The keyboard has a nice backlight, but alas, I have not found a way to control it in Linux.
As reported by others, the bottom part with buttons feels somewhat flimsy. To me, the main problem is that the buttons are embedded within the touchpad itself, so there is no clear line between the buttons and the touchpad area. Actions like dragging a window need extra care compared to properly separated models, like those found on Thinkpads.
[2018-09-04] Like most non-Thinkpads these days, this touchpad lacks a middle button for pasting in X. I recall emulating mouse buttons with keys in a Powerbook, but that was specific to Apple hardware. I now use xkbset + xmodmap for this:
xkbset m # stop mousekeys expiring after a timeout xkbset exp =m # map keysym to other keysym xmodmap -e "keysym Menu = Pointer_Button2"
The GPU switching system presented some initial challenges. There is no BIOS option for using Nvidia only. I followed the Arch Linux instructions, and this meant installing the Intel driver too, with VIDEO_CARDS="intel nvidia". Then the requisite bits in xorg.conf and .xinitrc work as intended.
As mentioned in the introduction, I prefer to keep the GPU in a low-power mode. I found a solution that involves xorg.conf options, so it is not as dynamic as one might wish. Changing the mode requires a restart of X, with explicit config for the new mode. (Default is full power; if you leave the option out, it uses the previous config until next reboot.)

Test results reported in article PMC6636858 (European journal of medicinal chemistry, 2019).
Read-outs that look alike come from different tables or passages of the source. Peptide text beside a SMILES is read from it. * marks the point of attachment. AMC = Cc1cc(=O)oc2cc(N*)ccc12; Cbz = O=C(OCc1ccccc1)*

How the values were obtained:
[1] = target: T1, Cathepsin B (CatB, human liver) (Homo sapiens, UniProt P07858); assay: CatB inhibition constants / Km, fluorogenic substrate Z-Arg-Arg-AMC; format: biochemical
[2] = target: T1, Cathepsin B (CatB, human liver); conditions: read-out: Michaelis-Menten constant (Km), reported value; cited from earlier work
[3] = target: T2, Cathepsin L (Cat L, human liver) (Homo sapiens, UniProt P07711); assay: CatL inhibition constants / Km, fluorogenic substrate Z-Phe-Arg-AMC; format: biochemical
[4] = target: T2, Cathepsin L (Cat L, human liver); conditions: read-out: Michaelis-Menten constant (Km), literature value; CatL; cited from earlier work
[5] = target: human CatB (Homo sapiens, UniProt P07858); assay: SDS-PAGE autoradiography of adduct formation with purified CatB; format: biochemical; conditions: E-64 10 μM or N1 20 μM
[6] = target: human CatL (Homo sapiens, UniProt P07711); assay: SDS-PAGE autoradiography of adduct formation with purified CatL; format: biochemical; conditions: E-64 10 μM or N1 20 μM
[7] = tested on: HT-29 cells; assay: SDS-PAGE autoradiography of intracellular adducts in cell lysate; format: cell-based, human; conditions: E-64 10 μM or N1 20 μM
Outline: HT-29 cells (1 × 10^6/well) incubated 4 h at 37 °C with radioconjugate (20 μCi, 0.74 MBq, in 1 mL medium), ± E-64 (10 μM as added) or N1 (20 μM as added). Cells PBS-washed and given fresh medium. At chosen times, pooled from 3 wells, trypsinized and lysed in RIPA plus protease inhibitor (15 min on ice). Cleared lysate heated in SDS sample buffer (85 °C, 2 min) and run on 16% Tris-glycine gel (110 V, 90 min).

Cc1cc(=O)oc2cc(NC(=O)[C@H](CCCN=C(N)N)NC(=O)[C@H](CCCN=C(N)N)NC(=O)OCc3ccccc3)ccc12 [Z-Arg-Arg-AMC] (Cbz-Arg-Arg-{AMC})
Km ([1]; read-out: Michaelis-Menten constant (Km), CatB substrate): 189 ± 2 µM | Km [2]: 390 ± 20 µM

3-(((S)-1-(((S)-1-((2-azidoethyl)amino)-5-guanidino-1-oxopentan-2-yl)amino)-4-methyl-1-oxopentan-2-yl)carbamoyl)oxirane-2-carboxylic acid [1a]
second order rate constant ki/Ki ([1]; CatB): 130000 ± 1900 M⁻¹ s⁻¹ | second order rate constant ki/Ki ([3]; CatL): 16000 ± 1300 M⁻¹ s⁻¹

[2017-10-23] I have also tested X with the Intel GPU, and it works after setting up the firmware blob. Unlike the CPU microcode update, this one is not dependent on the exact model.
Nicely enough, CUDA programs can run on the Nvidia while Intel handles the display. This should not be possible given my old experiences of Linux GPU drivers, but I guess the switching framework has changed things. A few downsides remain, though: most Nvidia GPU controls (e.g. clock adjustments) are only available under X, and the external displays won't work (see also following).
An external monitor connected via HDMI presented a special problem: the display was seen in Xrandr, but it stayed blank. This happened with two very different displays, and others have reported it too. However, if the display is connected upon bootup, it works as intended. After that, it can be disconnected and reconnected without issues. Simply restarting X is not enough, it needs a full reboot.
This is particularly weird in the light of GPU switching; from what I have read, the external display connectors are often hardwired to the Nvidia. It is not a huge issue once known — I need to reboot this on the road anyway, as suspend to RAM won't work easily with the Nvidia binary driver.
[2018-01-29] Recently, the HDMI port has worked even when booting disconnected. Could be a temporary glitch or improvements in the Nvidia driver.